Sunday, July 8, 2012
Post #287 - Another View
Yesterday, I resurrected an essay by Dr. Robert O. Freeman. Today, I'd like to take a look at the other article on Iran in that same number in 2009 of the periodical Israel Horizons. This was written by Gidon D. Remba, executive director of the Jewish Alliance for Change, a progressive group which does not advocate launching an attack on Iran. Zemba served in the Israeli office of the prime minister at the time of the Camp Accords.
Zemba was writing about the same set of facts and unknowns as Freeman. His conclusions, though, were different. He emphasized the consensus of a number of very knowledgable folks in both the United States and Israel that a strike on Iran might prove to be a textbook model of "unintended consequences." He quotes a CSIS study by Cordesman and Toukan that: "it is questionable whether Israel has the military capability to destroy Iran's nuclear program, or even to delay it for several years." He cites the danger to which I alluded: "Hezbollah now has some 40,000 rockets; Israel does not have a response to these rockets. [Defense systems]...now being developed...are still far from completion, and even after they become operational, it is doubtful they will prove effective against thousands of rockets launched at Israel." (One is reminded of Reagan's Star Wars project.)
The other variance with Freeman is that Zemba is bold enough to speak aloud the idea of "Plan B" -- learning to live with a nuclear Iran. Those who feel as Alan Dershowitz does (Zemba quotes a WSJ article), think that this would "weaken the security of the Jewish state." He cites the belief of Maj. Gen. Aharon Zeevi Farkash (former chief of Israeli intelligence) that Israeli perception of the Iranian threat is "distorted" -- that Israel is not, in fact, the "main motive for seeking a nuclear weapons capability, but that as Zemba points out, there are those high up in Mossad who think the Iranian endeavor is primarily "to deter U.S. intervention and efforst at regime change," rather than implementing any aggressive scenario.
So, let's look at the facts. People like former U.N. ambassador John Bolton or former vice-president Dick Cheney are not going to be comfortable with anything less than a pre-emptive, military and covert assault. People like Colin Powell and President Obama are not going to be persuaded that an attack on Iran is anything but a foolhardy adventure. Zemba points out that "the point of negotiations is to establish an intrusive inspections system not unlike the one that succeeded in preventing Saddam from re-developing weapons of mass destruction in Iraq, a fact that Bolton [or Cheney, one might add] finds too inconvenient to acknowledge."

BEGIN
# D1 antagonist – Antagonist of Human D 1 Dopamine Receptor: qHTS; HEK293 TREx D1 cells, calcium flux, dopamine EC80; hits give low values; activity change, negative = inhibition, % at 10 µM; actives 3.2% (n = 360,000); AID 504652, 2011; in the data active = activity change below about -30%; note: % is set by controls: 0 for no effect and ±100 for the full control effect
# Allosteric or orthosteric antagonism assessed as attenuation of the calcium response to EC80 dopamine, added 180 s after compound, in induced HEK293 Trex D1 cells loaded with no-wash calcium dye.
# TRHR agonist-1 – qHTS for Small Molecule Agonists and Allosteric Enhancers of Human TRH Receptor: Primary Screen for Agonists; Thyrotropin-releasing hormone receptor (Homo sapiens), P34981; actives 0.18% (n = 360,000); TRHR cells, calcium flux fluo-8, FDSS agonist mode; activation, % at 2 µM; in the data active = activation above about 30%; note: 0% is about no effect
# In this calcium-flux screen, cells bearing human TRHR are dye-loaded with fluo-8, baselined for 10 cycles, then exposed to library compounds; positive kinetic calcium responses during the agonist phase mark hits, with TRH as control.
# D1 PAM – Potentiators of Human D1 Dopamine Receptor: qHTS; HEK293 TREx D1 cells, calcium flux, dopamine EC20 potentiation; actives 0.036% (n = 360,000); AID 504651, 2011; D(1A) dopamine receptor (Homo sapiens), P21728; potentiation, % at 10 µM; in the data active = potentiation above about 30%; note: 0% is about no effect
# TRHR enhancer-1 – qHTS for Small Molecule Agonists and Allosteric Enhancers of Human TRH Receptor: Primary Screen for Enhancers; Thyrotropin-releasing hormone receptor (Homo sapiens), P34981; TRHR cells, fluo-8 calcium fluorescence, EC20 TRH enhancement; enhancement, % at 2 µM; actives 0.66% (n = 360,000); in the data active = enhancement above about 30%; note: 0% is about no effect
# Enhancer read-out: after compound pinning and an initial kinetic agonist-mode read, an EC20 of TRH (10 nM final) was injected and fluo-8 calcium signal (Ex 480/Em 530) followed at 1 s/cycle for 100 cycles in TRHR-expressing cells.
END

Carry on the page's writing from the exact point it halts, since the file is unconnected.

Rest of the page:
Coming closer to the present, Karen Brulliard reported from Tel Aviv for the Post this year that Israelis have been raising questions regarding their own preparedness for what might be kicked off by an attack on Iran. Some of it is nuts-and-bolts concerns: "nearly 40 per cent of Israelis...still lack gas masks...more than half [of them have] no access to bomb shelters." Brulliard quotes Israel's military intelligence director that "200,000 rockets and missiles in the region could strike inside Israel." "Iron Dome" -- the Israeli defense system cited by Freeman and Zemba -- "is deployed only in three sites in southern Israel...and a site near Tel Aviv." There is also a fear that the blowback might "paralyze the economy."
Noting that the efforts to produce masks and build shelters seems half-hearted, Brulliard says that "some [see] evidence that Netanyahu's crescendoing war talk is largely bluster." (Indeed, Zemba had cited a political scientist's guess that "all those indications portending an Israeli attack...might actually indicate that Israel is trying to...deter Iran, rather than attack it.")
Certainly, all evidence seems to show that Israel has very much been a part of the cyber-war that goes on against Iran. Ellen Nakashima and Joby Warrick, reporting for the Washingon Post, said those efforts have been "the work of U.S. and Israeli experts" as confirmed by "current and former U.S. officials." Beginning in 2006 (under Bush), "administration officials developed the idea of using a compute worm, with Israeli assistance, to damage Irainian centrifuges at its uranium enrichment plant in Natanz." One U.S. official admitted, "This will certainly play into their fears about what else is out there...It certainly won't make them eager to get back to the negotiating table."
These are dangerous games and only one thing is certain -- those who move the pieces on the board are themselves likely to survive the end-game; only those actually on the board (American, Israeli or Iranian citizens) need worry.